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Servants, Not Slaves

I’m not going to mince words because too often I have seen churches, committees and departments run like miniature dictatorships with the leader(s) making unfair demands of skill and/or time under the premise of “service to God.”

Regardless of whether of your position, we are all called to treat each other with love, compassion, grace, mercy and kindness. As the Bible says in Matthew 7:15-20, “…every good tree bears good fruit, but a bad tree bears bad fruit. A good tree cannot bear bad fruit, nor can a bad tree bear good fruit. Every tree that does not bear good fruit is cut down and thrown into the fire. Therefore by their fruits you will know them.” NKJV

No position within a church should be above reproach because those positions are all occupied by fallible humans and as such, we should all be held accountable by our brothers and sisters.

We are called to be like Jesus Christ and to love one another. Reading through many of Paul’s letters to the various churches reveals that he is not afraid to call them out for behaviors that are wrong. Pastors making insane demands on volunteer tech crews, department leaders who treat their assistants like dirt, committee members who secretly (or openly) speak daggers to their fellow man; these are not healthy behaviors and should not be allowed in the church.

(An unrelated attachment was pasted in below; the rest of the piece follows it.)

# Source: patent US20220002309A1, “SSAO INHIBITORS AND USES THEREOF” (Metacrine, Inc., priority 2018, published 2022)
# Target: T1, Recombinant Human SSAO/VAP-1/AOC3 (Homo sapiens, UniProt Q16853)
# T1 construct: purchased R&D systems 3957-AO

There is a Biblical guide to dealing with those that are in the wrong, outlined in Galatians 6:1: “Brothers, if anyone is caught in any transgression, you who are spiritual should restore him in a spirit of gentleness. Keep watch on yourself, lest you be tempted.” ESV In Matthew 18:15-17, we are given a step-by-step process for dealing with those that do wrong. However, if the person will not listen or agree to correct their behavior, then the Bible does take a pretty clear stand on the next step in the process.

I urge all of us to remember that anger and its accompanying emotions are based largely on fear, so when dealing with someone who hurts others with their words and actions, ask yourself what they are afraid of. We must learn to look past the negative behavior and look into the heart and soul.

For those of us who inflict pain on a regular basis with our words and/or actions: if we are to be followers of Jesus, than we must let go of those things in our hearts and in our lives that cause us to treat others, and ourselves, badly. How? It will be different for each person but perhaps therapy, or the ongoing counsel of a mentor or close group of friends but in all things, walk with God as He will never lead you astray.

In the end, we are all human and while we must be gracious and merciful to those that treat us badly, we do not have to be slaves and take the abuse without recourse. But let’s work hard to make sure we are reaching out in love, and not anger or out of negative emotion. We are called to be servants, not slaves. We can reach out in love and compassion, but with firmness to establish healthy boundaries. There is nothing wrong with telling another person that unhealthy behavior towards others is exactly that, unhealthy; but let’s go beyond that to listen to their life story and show them the love of Christ; after all, you just might be the first person who truly has.

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